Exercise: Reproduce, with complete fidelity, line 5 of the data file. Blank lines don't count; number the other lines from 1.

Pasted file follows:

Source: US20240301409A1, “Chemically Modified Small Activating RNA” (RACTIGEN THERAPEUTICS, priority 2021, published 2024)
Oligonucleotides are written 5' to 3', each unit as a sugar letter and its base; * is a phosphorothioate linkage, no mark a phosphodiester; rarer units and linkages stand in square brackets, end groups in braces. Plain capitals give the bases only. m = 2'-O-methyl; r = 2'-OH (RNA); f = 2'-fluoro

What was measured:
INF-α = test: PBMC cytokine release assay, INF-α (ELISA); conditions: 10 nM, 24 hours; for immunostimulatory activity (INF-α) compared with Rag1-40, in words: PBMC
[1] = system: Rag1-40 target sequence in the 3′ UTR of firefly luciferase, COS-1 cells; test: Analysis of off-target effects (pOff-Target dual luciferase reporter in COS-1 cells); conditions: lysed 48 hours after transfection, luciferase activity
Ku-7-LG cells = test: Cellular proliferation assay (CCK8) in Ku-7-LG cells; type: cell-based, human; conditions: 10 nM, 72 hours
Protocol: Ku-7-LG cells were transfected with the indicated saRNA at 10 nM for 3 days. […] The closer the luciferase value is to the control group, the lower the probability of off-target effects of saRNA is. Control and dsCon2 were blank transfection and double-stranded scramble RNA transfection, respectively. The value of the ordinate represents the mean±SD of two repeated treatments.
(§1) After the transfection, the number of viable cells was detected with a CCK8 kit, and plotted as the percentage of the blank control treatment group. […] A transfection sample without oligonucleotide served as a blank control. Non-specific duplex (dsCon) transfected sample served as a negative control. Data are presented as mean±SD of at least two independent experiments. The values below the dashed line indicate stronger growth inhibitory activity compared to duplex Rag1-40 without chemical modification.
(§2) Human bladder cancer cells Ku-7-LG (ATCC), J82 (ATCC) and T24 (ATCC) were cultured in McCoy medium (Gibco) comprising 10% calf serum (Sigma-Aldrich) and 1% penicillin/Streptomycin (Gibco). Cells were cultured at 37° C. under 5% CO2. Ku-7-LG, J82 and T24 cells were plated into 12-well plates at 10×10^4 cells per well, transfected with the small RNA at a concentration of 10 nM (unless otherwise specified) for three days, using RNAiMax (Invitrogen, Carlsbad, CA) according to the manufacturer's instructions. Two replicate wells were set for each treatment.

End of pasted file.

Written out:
[1] = system: Rag1-40 target sequence in the 3′ UTR of firefly luciferase, COS-1 cells; test: Analysis of off-target effects (pOff-Target dual luciferase reporter in COS-1 cells); conditions: lysed 48 hours after transfection, luciferase activity